Guinea’s population is made up of about 24 ethnic groups. The Mandinka, also known as Mandingo or Malinké, make up 35 percent of Guinea’s population and are mostly located in the Kankan and Kissidougou prefectures in eastern Guinea. The Fulas, also known as Fulani (French: Peuls; Fula: Fule), make about 40% of the population and live mostly in the Futa Djallon area.

The Soussou, who make up 10% of the population, live mostly in western regions such as Conakry, Forécariah, and Kindia. The remaining 17% of the population is made up of smaller ethnic groups such as the Kpelle, Kissi, Zialo, Toma, and others. Guinea is home to around 10,000 non-Africans, mostly Lebanese, French, and other Europeans.


Guinea’s Conakry Grand Mosque is one of the continent’s biggest mosques.

Guinea’s population is made up of about 85 percent Muslims, 8% Christians, and 7% indigenous religious believers. Many people, both Muslim and Christian, have indigenous African ideas that they integrate into their worldview.

Guinean Muslims are mostly Sunni, following the Maliki school of jurisprudence and influenced by Sufism, with numerous Ahmadiyya; there are few Shi’a in the country.

Roman Catholics, Anglicans, Baptists, Seventh-day Adventists, and Evangelicals are among the Christian denominations. The government recognizes Jehovah’s Witnesses as active in the nation. A tiny Baha’i community exists. Hindus, Buddhists, and traditional Chinese religious organizations make up a tiny percentage of the expatriate population.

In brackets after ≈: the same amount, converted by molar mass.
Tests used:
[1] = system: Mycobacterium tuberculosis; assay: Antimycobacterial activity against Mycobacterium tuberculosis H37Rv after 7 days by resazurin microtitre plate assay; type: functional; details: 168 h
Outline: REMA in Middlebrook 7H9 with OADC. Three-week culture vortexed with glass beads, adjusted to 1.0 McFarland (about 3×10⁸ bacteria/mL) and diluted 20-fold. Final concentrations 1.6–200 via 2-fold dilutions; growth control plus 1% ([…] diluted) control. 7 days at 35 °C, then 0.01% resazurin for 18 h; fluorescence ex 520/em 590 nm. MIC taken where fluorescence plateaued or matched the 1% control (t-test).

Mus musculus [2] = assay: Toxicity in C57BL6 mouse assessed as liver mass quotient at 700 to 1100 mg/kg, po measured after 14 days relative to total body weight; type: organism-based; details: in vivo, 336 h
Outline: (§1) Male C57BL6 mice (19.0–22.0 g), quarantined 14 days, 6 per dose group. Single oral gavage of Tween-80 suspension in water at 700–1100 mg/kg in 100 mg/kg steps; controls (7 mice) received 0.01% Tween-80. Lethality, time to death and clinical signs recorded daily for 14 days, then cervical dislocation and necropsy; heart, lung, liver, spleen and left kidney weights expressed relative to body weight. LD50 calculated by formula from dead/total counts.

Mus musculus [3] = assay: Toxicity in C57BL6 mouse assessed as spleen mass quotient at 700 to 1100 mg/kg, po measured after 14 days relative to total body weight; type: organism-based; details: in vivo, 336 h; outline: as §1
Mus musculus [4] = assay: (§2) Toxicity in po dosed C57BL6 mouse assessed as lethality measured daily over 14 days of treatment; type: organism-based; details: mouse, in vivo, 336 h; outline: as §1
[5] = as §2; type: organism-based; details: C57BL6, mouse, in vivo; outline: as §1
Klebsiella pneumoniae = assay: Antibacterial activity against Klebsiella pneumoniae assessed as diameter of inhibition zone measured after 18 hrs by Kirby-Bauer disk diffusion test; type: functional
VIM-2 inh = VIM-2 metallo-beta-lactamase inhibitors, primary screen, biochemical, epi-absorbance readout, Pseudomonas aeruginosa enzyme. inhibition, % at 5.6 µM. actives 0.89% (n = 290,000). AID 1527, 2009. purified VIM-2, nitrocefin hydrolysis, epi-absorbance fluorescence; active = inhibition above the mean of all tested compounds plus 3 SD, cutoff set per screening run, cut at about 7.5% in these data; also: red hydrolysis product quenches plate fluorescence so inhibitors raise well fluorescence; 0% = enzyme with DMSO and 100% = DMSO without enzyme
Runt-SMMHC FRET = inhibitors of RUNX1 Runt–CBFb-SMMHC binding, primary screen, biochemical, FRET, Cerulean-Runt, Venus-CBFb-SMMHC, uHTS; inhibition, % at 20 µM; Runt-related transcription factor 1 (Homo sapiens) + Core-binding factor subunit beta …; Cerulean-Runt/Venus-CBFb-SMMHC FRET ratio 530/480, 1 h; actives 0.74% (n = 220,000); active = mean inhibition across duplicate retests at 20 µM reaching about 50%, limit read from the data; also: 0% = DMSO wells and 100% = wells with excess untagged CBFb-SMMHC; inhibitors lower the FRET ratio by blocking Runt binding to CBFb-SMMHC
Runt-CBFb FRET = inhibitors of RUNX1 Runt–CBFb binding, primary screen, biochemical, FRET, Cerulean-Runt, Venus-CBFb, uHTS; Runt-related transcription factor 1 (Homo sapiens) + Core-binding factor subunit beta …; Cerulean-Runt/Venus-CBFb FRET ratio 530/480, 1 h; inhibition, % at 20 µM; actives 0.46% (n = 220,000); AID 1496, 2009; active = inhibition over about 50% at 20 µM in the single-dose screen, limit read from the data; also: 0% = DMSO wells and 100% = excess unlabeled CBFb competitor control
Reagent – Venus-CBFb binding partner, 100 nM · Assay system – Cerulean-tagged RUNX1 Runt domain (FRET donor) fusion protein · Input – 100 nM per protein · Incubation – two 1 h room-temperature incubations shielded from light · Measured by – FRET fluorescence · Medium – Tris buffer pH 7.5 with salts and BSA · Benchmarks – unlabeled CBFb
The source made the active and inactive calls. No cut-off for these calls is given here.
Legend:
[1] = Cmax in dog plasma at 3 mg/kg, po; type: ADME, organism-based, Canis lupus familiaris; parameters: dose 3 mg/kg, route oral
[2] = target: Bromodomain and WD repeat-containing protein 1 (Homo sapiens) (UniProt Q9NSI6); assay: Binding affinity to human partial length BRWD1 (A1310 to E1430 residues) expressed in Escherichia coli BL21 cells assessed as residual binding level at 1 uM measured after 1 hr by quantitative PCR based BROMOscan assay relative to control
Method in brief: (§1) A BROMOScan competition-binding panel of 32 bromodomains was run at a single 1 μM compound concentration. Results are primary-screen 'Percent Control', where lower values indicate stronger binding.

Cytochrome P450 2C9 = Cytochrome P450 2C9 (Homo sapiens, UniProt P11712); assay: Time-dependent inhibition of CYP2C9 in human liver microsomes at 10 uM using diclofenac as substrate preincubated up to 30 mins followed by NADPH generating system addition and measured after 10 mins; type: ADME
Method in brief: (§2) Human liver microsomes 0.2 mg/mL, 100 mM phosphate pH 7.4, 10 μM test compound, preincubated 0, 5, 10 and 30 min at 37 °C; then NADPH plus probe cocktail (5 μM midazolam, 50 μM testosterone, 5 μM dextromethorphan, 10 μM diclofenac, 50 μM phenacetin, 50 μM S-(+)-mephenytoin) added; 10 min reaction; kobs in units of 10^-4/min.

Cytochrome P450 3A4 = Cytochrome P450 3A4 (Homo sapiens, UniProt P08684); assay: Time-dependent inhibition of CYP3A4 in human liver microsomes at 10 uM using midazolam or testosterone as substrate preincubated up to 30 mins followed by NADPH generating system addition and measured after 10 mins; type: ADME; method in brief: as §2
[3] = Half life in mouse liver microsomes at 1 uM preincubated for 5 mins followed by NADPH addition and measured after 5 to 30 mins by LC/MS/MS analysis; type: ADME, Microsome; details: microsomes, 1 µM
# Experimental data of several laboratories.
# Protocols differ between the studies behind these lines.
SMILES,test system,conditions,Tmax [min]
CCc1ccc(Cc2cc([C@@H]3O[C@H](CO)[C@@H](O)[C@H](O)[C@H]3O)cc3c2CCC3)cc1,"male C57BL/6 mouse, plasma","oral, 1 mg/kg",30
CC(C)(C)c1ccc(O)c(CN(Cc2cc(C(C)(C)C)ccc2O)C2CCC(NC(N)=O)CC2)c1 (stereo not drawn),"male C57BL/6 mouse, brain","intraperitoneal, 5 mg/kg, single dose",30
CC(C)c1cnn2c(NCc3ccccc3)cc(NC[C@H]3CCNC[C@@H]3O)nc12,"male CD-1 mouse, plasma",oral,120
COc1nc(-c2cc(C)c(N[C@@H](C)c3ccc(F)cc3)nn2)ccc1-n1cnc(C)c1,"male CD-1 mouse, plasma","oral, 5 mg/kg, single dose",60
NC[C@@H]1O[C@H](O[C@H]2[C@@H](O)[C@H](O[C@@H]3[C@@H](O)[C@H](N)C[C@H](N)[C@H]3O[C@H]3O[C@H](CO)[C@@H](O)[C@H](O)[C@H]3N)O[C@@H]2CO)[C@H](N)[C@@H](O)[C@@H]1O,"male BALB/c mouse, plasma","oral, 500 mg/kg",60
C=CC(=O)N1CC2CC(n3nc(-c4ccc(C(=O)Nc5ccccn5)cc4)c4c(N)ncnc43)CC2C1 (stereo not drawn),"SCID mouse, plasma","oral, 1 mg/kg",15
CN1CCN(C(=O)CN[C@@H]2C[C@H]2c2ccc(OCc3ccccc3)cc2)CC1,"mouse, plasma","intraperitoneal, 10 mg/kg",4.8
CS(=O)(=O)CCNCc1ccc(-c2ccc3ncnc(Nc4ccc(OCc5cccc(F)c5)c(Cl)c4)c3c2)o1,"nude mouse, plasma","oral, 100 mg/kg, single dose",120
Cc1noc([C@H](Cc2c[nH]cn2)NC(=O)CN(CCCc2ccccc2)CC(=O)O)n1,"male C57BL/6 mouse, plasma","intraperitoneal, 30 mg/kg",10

In July 2013, there were three days of ethno-religious violence in the city of Nzerekore.

At least 54 people were killed in fighting between ethnic Kpelle, who are Christian or animist, and ethnic Konianke, who are Muslims and related to the broader Malinke ethnic group. People were murdered with machetes and burnt alive among the dead. After the Guinean military enforced a curfew and President Conde issued a televised plea for peace, the violence subsided.


Guinea’s coastline area and most of the interior have a tropical climate, with a rainy season that lasts from April to November, generally warm and consistent temperatures, and high humidity. Conakry has an average year-round temperature of 29°C (84.2°F) and a low of 23°C (73.4°F), with an average annual rainfall of 4,300mm (169.3 in). The rainy season is shorter in the Sahelian Haute Guinee area, and daily temperature fluctuations are higher.


Guinea is bordered on the north by Guinea-Bissau, Senegal, and Mali, and on the south by Sierra Leone, Liberia, and the Ivory Coast. As it bends from its western boundary on the Atlantic Ocean to the east and south, the country resembles a crescent. The Guinea Highlands are the source of the Niger River, Gambia River, and Senegal River.